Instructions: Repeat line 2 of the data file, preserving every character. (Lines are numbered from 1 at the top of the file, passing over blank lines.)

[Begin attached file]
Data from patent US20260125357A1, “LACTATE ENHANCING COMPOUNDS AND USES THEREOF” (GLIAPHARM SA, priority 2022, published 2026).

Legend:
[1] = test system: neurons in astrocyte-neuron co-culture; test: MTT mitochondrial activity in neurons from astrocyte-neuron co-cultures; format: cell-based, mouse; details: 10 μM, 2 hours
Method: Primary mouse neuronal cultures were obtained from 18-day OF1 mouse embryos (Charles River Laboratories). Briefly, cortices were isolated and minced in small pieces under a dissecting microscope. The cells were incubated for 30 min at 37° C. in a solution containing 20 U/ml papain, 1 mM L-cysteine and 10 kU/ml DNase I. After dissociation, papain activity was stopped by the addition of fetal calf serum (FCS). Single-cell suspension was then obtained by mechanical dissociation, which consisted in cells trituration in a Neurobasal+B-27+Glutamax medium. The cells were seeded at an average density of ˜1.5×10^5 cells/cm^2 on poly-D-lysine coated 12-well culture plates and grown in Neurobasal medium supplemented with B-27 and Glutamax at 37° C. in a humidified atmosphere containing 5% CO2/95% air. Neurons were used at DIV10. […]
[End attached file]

Legend: